So here I was, complaining with two of the female students that Austen is to blame for a dangerous romantic model in which the woman finds an ideal mate despite her behaving quite stupidly and making many mistakes that hurt others along the way. The fantasy is quite transparent and persists today in characters like Bridget Jones. I won’t discuss Sex and the City as I’ve never seen a single episode. The single girl is today a career woman rather than an idle upper class parasite but the principle is the same: they bumble their way and eventually stumble into Prince Charming. I would probably dislike Austen a bit less if she’d had the gall, in her famous ironic way, to make Knightley and, of course, Darcy, less perfect. To this a student replied that Austen is not to blame at all and that we, contemporary female readers, are the ones to blame for our addiction to these fantastic male characters. She also said that, after all, what Austen wrote was just fiction.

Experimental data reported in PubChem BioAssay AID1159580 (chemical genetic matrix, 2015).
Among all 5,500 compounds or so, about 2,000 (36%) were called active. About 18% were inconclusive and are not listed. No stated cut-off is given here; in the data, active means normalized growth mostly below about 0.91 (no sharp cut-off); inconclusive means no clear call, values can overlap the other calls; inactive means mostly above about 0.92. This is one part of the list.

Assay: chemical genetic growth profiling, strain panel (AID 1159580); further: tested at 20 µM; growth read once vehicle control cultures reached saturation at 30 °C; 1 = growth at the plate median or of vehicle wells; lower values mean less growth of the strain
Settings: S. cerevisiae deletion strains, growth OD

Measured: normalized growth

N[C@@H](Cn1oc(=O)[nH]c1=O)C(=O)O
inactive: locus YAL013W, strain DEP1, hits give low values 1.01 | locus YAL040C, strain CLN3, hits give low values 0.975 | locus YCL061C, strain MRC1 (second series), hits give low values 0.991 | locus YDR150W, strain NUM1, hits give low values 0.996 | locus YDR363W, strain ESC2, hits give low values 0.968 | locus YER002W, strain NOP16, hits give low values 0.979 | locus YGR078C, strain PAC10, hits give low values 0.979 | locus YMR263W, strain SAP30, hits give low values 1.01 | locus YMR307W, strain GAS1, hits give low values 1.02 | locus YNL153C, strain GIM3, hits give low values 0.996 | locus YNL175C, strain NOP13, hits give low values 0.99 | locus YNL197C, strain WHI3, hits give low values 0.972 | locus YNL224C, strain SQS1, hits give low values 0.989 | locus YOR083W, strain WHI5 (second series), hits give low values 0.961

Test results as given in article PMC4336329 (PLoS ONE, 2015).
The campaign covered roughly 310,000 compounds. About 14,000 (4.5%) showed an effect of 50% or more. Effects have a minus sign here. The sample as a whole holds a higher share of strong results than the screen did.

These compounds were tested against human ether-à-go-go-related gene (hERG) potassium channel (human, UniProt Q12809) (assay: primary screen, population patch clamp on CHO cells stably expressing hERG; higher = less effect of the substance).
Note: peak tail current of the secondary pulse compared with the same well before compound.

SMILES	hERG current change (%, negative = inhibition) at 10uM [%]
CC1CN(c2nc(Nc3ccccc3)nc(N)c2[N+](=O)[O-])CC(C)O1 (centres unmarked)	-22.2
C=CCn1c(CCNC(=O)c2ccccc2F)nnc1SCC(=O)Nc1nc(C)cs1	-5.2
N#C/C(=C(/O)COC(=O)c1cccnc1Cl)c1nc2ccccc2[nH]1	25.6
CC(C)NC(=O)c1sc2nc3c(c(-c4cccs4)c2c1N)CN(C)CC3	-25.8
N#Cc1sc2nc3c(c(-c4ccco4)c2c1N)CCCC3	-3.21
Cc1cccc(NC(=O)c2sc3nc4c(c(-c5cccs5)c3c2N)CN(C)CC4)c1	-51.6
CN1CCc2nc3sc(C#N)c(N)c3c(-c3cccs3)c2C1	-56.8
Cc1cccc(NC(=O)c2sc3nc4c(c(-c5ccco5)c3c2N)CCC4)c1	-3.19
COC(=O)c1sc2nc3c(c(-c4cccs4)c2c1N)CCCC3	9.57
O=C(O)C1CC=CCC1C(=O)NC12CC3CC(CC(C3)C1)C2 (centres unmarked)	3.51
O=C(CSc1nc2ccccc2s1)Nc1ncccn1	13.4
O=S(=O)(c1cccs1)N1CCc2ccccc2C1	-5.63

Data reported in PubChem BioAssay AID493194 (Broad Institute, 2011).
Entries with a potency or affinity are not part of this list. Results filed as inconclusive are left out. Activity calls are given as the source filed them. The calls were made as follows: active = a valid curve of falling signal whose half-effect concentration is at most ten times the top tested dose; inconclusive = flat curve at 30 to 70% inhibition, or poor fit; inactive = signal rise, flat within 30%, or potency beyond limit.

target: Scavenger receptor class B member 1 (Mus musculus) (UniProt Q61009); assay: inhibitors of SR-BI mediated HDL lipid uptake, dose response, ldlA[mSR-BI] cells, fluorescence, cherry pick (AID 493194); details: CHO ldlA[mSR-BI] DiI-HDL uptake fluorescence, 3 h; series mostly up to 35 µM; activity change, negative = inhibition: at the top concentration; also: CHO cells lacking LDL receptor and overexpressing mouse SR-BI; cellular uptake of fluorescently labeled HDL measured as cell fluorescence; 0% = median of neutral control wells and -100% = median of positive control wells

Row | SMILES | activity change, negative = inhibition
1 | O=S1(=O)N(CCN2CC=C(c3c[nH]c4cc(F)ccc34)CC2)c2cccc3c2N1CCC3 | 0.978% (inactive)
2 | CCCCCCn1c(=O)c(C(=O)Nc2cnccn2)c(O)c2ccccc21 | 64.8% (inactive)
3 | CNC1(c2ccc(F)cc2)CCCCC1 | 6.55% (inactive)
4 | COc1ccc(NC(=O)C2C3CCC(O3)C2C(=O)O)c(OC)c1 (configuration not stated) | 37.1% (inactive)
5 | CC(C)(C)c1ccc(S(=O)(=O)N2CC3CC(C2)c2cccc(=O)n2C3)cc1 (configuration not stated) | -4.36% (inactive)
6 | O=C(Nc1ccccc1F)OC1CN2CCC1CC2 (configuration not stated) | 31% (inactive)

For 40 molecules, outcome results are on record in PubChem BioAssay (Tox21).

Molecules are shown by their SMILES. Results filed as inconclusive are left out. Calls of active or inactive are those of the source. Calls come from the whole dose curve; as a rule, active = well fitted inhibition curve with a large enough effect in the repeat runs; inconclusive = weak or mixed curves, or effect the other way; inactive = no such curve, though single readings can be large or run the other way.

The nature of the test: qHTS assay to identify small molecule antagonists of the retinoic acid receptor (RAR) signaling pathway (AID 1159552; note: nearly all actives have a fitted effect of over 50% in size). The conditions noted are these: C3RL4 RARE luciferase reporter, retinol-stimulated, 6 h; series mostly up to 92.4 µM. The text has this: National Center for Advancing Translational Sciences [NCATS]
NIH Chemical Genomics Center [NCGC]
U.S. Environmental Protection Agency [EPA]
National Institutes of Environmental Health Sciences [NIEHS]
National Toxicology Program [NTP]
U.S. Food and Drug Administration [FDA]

Yes, sure, but this is fiction that many women use it to script their biographies by, being hopelessly disappointed by the real men they come across and who can never measure up to the likes of Knightley. If you ask me, Jane Austen is guilty of tricking her readers into believing that ideal men do materialise sooner or later. She, who never married, must have had a good laugh at our expense. Mulling over this, I recalled how Anne Brontë declares in her preface to The Tenant of Wildfell Hall that if her novel is not what anyone would call ‘pleasing’ this is because she aimed at telling “the truth.” Of course, the truth is not that ALL husbands are like the horrid Arthur Huntingdon but that the good men like Gilbert Markham are less than perfect. Even very imperfect. And so are women, even though Austen had already pointed that out. Brontë’s truth is still today far less palatable than Austen’s lie, which is probably why she’s regarded as a second-tier canonical writer, whereas Austen is now the untouchable queen (thanks to silly romantic misreaders like Emma Thompson perhaps?).